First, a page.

Ostensibly, the point of the game is what happens next: two players get to talking (still in character of course), and arrange to meet. This is the point where the Silicon Valley slickness and claim to “innovation” become a bit tired, since despite all of their claims to creativity, it becomes a classic foam-armor-and-beer-in-the-park LARP session at this point. Obviously the scenario you choose to run with your newfound party member depends on what you decide together, but the choices are limited (especially since literal foam-armor LARPing seems to be too much RPG-within-RPG for most players), especially considering the huge number of people who roll “19 year-old creative”.5

I have to confess, though – I’ve been playing these sorts of games since at least 2011 (not as long as many, I admit), and all of the supposely-revoutionary elements of Tinder aren’t so much. Early versions of it existed (minus the IRL elements) on the internet as far back as I can remember, and although games like OkCupid require more effort from the player, the result is a more interesting world, and more fun groups. The Facebook-linkup feature is interesting (especially when other players claim to have the same “friends” that you do, which is sort of neat, since it adds a certain reputation malus potential in that game as well), but that’s about the only novel thing, and the restrictions on your character creation aren’t really worth it. (Who wants to roll the same class in every MMO?)

But maybe I’m the wrong target demographic here. My go-to character is the sort of lawful-good, cynical alcoholic, and that seems to play about as well as the sex-hungry night elf who doesn’t realize he isn’t in Silvermoon. Espcially since re-rolling on the Berlin server recently, I’ve found the player-base a bit samey, the quests predictable, and writing poor. What I do find myself enjoying still is the swiping. There’s something zen and Desert Golfing-like about swiping for the sake of it;6 like watching people walk by outside a café window on the Left Bank, observing how all the little neuroses of a single individual are distilled to a few earnest images that try to present the most interesting and most attractive person possible. If there is one thing the player base is good at, it is capturing the desperate desire of a young person to be approved of, and thought interesting above all else.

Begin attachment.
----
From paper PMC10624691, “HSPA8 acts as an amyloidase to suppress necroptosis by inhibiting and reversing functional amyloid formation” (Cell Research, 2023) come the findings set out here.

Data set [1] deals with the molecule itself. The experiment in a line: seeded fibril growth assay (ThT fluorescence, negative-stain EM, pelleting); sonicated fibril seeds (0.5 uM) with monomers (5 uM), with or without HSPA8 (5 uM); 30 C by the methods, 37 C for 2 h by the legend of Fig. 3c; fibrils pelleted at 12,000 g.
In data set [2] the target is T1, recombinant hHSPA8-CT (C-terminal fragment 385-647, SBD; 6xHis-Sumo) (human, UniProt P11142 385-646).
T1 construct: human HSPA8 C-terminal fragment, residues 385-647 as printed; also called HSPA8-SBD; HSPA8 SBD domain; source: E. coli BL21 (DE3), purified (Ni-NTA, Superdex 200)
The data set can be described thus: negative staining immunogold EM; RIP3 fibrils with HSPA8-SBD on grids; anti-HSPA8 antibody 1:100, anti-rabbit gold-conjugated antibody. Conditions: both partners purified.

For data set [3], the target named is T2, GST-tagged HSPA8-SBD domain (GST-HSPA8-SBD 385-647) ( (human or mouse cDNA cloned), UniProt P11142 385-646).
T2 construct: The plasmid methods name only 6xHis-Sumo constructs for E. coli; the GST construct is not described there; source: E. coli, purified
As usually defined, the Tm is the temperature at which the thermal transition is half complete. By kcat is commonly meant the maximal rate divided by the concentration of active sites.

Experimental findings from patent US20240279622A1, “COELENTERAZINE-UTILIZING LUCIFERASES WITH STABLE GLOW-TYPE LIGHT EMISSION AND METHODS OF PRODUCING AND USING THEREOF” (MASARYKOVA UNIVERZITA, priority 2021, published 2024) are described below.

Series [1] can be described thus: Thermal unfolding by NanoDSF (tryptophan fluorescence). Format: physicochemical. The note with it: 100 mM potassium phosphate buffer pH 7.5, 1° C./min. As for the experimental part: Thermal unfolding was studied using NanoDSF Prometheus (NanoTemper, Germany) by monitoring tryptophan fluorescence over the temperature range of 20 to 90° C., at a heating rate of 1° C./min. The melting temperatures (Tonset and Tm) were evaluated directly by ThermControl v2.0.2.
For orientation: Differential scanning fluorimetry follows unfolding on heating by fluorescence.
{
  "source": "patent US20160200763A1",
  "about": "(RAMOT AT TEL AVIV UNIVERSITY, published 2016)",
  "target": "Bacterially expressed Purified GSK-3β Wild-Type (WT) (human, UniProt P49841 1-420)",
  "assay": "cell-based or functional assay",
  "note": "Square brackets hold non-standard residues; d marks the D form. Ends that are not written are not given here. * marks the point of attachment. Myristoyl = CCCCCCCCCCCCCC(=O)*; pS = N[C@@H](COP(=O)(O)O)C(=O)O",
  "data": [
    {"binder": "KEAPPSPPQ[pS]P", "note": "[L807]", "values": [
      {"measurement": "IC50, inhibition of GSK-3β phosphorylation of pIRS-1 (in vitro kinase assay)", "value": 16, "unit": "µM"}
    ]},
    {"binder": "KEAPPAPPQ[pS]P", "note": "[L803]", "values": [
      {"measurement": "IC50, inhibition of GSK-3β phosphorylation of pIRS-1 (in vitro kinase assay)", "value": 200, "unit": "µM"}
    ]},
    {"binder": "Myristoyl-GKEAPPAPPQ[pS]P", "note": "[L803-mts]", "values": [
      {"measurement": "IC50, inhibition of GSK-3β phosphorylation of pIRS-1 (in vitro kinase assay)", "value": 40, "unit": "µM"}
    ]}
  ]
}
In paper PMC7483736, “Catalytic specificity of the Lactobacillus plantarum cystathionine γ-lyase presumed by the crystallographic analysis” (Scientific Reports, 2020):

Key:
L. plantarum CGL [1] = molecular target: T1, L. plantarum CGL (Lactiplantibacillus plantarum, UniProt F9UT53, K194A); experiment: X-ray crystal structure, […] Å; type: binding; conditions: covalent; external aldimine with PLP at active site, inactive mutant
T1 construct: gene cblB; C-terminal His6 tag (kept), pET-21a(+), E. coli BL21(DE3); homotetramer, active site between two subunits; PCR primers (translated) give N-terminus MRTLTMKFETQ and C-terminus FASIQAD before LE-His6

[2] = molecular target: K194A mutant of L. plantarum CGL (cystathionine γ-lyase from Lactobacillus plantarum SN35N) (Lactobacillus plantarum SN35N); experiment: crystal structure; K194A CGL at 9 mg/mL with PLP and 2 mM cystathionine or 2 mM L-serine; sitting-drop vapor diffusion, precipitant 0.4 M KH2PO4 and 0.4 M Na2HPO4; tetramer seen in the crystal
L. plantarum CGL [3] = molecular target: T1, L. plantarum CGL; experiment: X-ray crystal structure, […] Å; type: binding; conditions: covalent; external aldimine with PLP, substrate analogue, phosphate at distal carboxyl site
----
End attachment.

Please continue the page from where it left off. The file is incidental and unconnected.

I have thought about deleting my account, but then, like EVE Online, I always seem to come back every few months to see if, somehow, the game whose core mechanics I believe in has gotten more interesting. It never has, of course, but one holds out hope.


  1. Except FetLife, of course, which always embraced the Wagnerian roots of gaming. [back]

  2. Although I haven’t played it myself, friends who have report a much more immediate and local-area focussed game, with heavy reliance on the augmented-reality aspects, sort of like Ingress[back]

  3. It’s not clear if each profile you encounter is an actual person or not. Although IAC hasn’t always made their stance on botting as clear as, say, Blizzard, the additional Turing-test aspect of starting any conversation certainly adds an interesting dimension, although it doesn’t really fit with the overall mood of the game. More often, though, are the humans role-playing as animals or inanimate objects, which can lead to hilarity. [back]